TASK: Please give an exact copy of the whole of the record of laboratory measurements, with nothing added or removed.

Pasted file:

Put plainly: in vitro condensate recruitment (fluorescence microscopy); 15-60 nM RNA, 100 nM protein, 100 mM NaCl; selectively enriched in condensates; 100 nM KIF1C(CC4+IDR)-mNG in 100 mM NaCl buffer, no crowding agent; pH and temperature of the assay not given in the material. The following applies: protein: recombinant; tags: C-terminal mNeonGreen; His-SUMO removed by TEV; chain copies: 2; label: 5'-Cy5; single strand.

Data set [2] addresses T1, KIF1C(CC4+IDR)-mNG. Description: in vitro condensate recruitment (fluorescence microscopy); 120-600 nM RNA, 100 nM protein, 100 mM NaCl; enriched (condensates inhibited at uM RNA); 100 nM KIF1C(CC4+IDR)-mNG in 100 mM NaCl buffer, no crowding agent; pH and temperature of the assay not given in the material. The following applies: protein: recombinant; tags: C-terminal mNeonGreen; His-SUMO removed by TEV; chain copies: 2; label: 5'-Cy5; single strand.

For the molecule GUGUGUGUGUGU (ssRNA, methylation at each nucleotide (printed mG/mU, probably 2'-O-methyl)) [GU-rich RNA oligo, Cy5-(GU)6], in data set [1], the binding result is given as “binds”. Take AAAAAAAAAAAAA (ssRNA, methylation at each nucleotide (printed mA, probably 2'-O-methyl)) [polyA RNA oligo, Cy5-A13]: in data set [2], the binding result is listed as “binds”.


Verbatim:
Put plainly: in vitro condensate recruitment (fluorescence microscopy); 15-60 nM RNA, 100 nM protein, 100 mM NaCl; selectively enriched in condensates; 100 nM KIF1C(CC4+IDR)-mNG in 100 mM NaCl buffer, no crowding agent; pH and temperature of the assay not given in the material. The following applies: protein: recombinant; tags: C-terminal mNeonGreen; His-SUMO removed by TEV; chain copies: 2; label: 5'-Cy5; single strand.

Data set [2] addresses T1, KIF1C(CC4+IDR)-mNG. Description: in vitro condensate recruitment (fluorescence microscopy); 120-600 nM RNA, 100 nM protein, 100 mM NaCl; enriched (condensates inhibited at uM RNA); 100 nM KIF1C(CC4+IDR)-mNG in 100 mM NaCl buffer, no crowding agent; pH and temperature of the assay not given in the material. The following applies: protein: recombinant; tags: C-terminal mNeonGreen; His-SUMO removed by TEV; chain copies: 2; label: 5'-Cy5; single strand.

For the molecule GUGUGUGUGUGU (ssRNA, methylation at each nucleotide (printed mG/mU, probably 2'-O-methyl)) [GU-rich RNA oligo, Cy5-(GU)6], in data set [1], the binding result is given as “binds”. Take AAAAAAAAAAAAA (ssRNA, methylation at each nucleotide (printed mA, probably 2'-O-methyl)) [polyA RNA oligo, Cy5-A13]: in data set [2], the binding result is listed as “binds”.